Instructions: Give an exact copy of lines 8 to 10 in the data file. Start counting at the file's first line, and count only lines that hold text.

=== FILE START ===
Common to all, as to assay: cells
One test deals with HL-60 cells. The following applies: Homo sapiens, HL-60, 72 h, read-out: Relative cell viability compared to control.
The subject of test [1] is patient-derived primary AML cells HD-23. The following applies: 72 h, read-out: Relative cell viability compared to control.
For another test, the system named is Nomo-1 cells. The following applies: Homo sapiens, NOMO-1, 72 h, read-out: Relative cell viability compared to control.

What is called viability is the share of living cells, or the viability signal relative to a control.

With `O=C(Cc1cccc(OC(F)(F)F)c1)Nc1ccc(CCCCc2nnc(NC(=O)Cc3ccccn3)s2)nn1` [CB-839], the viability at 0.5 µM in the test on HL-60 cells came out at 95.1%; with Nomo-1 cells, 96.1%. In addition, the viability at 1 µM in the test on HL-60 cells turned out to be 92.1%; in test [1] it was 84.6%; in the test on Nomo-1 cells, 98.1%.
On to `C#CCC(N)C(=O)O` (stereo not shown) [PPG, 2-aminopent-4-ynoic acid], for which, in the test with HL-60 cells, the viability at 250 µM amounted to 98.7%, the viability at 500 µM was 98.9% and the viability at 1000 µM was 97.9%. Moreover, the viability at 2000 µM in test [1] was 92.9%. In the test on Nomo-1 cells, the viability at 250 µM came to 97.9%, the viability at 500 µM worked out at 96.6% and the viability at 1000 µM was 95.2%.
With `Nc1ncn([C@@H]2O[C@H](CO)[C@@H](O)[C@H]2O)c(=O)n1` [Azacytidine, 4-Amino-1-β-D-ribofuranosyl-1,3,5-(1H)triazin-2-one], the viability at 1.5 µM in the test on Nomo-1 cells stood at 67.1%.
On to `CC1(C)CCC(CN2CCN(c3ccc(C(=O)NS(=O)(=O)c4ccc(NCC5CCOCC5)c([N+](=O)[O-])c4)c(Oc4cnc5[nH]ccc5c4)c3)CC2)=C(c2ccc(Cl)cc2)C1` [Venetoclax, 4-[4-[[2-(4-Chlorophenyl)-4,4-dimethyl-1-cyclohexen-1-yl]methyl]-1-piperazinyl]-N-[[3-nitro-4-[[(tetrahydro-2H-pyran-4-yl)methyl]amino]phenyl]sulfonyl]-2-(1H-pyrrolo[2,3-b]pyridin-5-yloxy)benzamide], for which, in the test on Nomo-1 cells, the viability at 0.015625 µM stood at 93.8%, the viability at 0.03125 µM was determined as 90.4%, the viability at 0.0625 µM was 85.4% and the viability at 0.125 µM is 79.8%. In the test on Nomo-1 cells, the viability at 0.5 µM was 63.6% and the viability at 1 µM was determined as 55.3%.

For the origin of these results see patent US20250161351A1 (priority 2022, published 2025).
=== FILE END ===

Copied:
With `Nc1ncn([C@@H]2O[C@H](CO)[C@@H](O)[C@H]2O)c(=O)n1` [Azacytidine, 4-Amino-1-β-D-ribofuranosyl-1,3,5-(1H)triazin-2-one], the viability at 1.5 µM in the test on Nomo-1 cells stood at 67.1%.
On to `CC1(C)CCC(CN2CCN(c3ccc(C(=O)NS(=O)(=O)c4ccc(NCC5CCOCC5)c([N+](=O)[O-])c4)c(Oc4cnc5[nH]ccc5c4)c3)CC2)=C(c2ccc(Cl)cc2)C1` [Venetoclax, 4-[4-[[2-(4-Chlorophenyl)-4,4-dimethyl-1-cyclohexen-1-yl]methyl]-1-piperazinyl]-N-[[3-nitro-4-[[(tetrahydro-2H-pyran-4-yl)methyl]amino]phenyl]sulfonyl]-2-(1H-pyrrolo[2,3-b]pyridin-5-yloxy)benzamide], for which, in the test on Nomo-1 cells, the viability at 0.015625 µM stood at 93.8%, the viability at 0.03125 µM was determined as 90.4%, the viability at 0.0625 µM was 85.4% and the viability at 0.125 µM is 79.8%. In the test on Nomo-1 cells, the viability at 0.5 µM was 63.6% and the viability at 1 µM was determined as 55.3%.

For the origin of these results see patent US20250161351A1 (priority 2022, published 2025).